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Relational practice in a global pandemic, a funder’s perspective

14 June 2021 32

Although the pandemic is still alive and kicking, there is hope in sight. There could be an exit strategy to return to ‘normal’ life.

When reflecting on the last 12 months, turbulence comes to mind; constantly being interrupted by small children who share my workspace, uncertainty about plans for the future, and repeatedly changing rules.  For someone that thrives when there is order and control it has been challenging, although in many ways also enlightening.  The chaos has allowed me to break free from old habits and most importantly question and challenge how we work.

As a place-based funder, we pride ourselves on core funding arrangements and proactively building and maintaining relationships with a range of stakeholders (grantees, applicants, local residents, trusts and foundations and with the private, statutory and voluntary sector). This approach gives us, and those we fund, the flexibility to adapt and respond to changing needs. It has undoubtedly helped us weather this storm.

The chaos has allowed me to break free from old habits and most importantly question and challenge how we work.

In ‘normal’ circumstances we spend most of our time in the community we serve.  Listening and learning to inform our understanding of the local environment.

Being in a small box on a Zoom screen for most of 2020 gave me cause to question how those relationships are held.  It somehow made it more apparent who was ‘in the room’, who initiated the zoom chat, who filled the space and more importantly who did not.

The delight in seeing new faces as the months wore on was also a stark reminder of the loss of the impromptu informal connections we get while out in the community; the absence of small grassroot organisations who were simply too under-resourced to do anything but deliver services and the comfort we seek in established relationships with like-minded people.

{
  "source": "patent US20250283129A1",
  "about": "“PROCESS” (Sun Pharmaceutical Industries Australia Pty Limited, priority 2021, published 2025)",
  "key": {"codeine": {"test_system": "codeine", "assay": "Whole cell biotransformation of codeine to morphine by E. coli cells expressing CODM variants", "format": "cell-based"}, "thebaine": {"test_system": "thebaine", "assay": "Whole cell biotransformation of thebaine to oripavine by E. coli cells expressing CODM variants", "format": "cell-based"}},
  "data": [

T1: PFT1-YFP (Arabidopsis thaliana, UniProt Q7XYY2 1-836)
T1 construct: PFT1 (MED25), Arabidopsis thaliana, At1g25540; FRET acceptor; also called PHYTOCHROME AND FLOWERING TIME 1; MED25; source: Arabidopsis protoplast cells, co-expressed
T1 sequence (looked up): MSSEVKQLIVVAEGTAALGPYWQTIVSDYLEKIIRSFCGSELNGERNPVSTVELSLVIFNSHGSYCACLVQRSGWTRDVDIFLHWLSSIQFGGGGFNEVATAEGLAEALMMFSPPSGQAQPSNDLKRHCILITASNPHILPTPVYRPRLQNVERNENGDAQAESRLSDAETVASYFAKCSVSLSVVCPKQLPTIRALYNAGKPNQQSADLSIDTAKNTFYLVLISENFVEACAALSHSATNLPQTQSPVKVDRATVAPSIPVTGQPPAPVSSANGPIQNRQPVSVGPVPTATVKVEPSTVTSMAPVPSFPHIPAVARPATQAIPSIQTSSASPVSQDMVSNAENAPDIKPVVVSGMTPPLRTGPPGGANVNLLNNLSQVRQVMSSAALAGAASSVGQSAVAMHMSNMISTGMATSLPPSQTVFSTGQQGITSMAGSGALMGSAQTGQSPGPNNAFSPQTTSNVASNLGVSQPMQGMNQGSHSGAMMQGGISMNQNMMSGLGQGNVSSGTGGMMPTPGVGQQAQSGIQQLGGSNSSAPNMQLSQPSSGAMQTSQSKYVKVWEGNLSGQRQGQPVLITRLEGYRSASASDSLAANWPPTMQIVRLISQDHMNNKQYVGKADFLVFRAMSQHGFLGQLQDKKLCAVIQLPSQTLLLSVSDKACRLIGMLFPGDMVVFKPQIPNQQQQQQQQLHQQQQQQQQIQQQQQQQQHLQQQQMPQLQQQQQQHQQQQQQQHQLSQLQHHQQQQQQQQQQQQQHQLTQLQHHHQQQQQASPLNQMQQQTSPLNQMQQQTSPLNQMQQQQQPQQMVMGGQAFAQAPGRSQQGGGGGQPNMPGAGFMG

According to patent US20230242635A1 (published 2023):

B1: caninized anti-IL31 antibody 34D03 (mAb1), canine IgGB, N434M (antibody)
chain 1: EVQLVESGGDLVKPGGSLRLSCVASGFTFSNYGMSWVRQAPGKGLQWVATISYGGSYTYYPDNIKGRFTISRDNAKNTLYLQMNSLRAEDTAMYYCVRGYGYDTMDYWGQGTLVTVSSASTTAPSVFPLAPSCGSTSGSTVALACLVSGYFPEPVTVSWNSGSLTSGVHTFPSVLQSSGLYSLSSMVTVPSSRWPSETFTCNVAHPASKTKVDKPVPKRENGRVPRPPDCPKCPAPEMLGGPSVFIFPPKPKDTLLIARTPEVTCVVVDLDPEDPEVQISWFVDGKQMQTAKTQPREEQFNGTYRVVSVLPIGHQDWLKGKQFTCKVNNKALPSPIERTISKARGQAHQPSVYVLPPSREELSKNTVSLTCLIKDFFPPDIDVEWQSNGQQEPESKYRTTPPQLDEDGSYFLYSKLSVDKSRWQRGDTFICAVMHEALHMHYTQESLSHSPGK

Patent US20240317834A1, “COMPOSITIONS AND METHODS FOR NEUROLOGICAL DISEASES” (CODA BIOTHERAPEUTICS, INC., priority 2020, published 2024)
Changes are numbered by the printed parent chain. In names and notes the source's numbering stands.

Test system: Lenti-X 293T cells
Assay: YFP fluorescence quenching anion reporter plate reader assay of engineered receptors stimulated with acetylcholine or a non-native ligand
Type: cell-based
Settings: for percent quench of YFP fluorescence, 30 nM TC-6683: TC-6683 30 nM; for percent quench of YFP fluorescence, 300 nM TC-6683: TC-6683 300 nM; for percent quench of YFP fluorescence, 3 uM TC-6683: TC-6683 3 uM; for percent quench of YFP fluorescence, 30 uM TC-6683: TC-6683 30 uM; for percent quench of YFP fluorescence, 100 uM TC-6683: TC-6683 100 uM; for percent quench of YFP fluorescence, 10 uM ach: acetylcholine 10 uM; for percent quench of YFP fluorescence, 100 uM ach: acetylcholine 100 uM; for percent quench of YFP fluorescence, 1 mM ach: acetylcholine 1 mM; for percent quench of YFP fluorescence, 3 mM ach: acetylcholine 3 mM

In amongst the turbulence, 2020/21 has given me the permission and clarity to take a step back and really think about the quality and equity of the relationships we have, and how working relationally is a constant process of self-reflection requiring time and attention.

As we emerge to hopefully calmer times, my resolve is to:

  1. Take more time to critically reflect on how I engage and equalise relationships
  2. Be more conscious of power and privilege and how that plays out in every conversation  
  3. Speak more to people who don’t share our intent or who challenge our intent
  4. Proactively seek out new conversations with those that don’t initiate contact or apply for funds
  5. Have more conversations after issuing funding so money or the promise of money has less ability to skew the conversation.

Relationships are complex. But now, more than ever, I am challenged to hold my nerve, work with uncertainty and push myself out of my comfort zone.